Of the several gorgeous sequences for which The Earrings of Madame de… is best known (arguably one of the medium’s definitive works, Max Ophüls’s 1953 drama often appears on best-films-of-all-time lists), there is none quite so perfectly romanticized and realized as that in which the titular Madame (Danielle Darrieux) tears up the love letters of Baron Donati (Vittorio de Sica). Not daring to send a response, she casts the fragments to the wind, with Ophüls’s camera following their gradual transformation into snow falling lightly over the countryside.
Madame de… displays its heart gradually, like a jewelry box revealing its contents — Ophüls’s deft camera work and his whimsical playfulness with narrative and timeline, are two of its finest treasures. The love affair between the Baron and Madame (we never learn her full last name — hers is a love story for everyone) is played out beautifully in an unending dance. It spins through countless balls and parties, the only places in which the two are able to meet, all shot in one continuous flowing take. When elder cinephiles throw up their hands at the megaplex and exclaim “They don’t make them like they used to,” they’re talking about films like this one.
While the titular earrings change hands rapidly throughout the film, each time they transfer ownership they take on an all-new meaning. In the opening moments, we watch (in another of Ophüls’s beautiful unbroken shots) Darrieux’s hand searching through her possessions for something worth selling to relieve her debts. When she casts them off here — despite their arrival into her life as a wedding gift from her husband (General André de…, played by the brilliantly taut Charles Boyer) — they carry no value to her beyond potential pocket money.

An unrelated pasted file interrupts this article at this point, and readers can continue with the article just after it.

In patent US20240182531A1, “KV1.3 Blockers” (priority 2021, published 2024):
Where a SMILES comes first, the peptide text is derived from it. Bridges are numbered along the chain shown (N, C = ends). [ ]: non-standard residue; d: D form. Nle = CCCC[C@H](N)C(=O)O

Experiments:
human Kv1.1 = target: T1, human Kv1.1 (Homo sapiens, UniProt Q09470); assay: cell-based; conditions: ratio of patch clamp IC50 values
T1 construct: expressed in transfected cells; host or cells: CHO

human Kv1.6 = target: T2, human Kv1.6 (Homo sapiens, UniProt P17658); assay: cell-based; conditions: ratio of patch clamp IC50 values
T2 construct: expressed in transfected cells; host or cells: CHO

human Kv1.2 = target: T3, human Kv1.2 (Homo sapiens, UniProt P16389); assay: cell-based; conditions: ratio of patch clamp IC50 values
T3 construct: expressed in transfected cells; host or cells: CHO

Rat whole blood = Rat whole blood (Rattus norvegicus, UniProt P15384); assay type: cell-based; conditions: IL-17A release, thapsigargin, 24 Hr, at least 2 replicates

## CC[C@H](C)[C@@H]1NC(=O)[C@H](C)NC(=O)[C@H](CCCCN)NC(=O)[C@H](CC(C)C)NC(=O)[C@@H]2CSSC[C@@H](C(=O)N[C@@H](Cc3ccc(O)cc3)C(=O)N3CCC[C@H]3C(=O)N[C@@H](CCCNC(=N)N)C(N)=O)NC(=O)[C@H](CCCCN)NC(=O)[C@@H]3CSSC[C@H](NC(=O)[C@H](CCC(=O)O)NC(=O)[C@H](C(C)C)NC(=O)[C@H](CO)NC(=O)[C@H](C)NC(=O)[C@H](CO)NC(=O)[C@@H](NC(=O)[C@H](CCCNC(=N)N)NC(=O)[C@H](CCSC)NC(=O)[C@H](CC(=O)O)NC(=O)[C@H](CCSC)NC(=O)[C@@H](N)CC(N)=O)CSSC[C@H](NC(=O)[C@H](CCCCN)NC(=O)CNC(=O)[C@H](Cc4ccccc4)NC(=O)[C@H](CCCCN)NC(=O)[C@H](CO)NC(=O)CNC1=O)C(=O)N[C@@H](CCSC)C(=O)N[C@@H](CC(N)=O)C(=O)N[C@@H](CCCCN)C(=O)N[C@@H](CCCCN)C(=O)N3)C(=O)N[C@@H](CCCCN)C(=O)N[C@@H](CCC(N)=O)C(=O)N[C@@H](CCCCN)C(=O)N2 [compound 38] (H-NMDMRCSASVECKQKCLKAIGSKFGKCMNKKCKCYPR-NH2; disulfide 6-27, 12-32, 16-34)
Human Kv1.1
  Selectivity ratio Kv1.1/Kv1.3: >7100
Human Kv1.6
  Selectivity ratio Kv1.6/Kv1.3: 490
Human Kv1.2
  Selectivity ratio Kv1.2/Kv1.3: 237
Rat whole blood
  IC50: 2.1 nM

Upon their return gifting, this time as a token of affection from Baron Donati, the earrings not only come to symbolize the fairy tale perfection of her extramarital affairs, but her very happiness. The general, on the other hand, becomes just as haunted by them as she is, but for altogether different reasons. Buying them back twice over from Remy the jeweller (Jean Debucourt, in one of the film’s most memorable characterizations) after their continual sale back to the jewelry house he purchased them from for his wedding, he eventually can take no more, demanding, “Stay away from me with those infernal earrings!”
The Earrings of Madame de… is a pitch-perfect treatise on the nature of love, on how the smallest objects and gestures can come to represent entire worlds of emotion. Upon even one’s first viewing, however, it is so much more than that. A crown jewel of the cinema, Madame de… is a film to be acknowledged and admired for its crystalline construction and compositions. More importantly, it’s a film to be experienced as was intended, in full on the silver screen.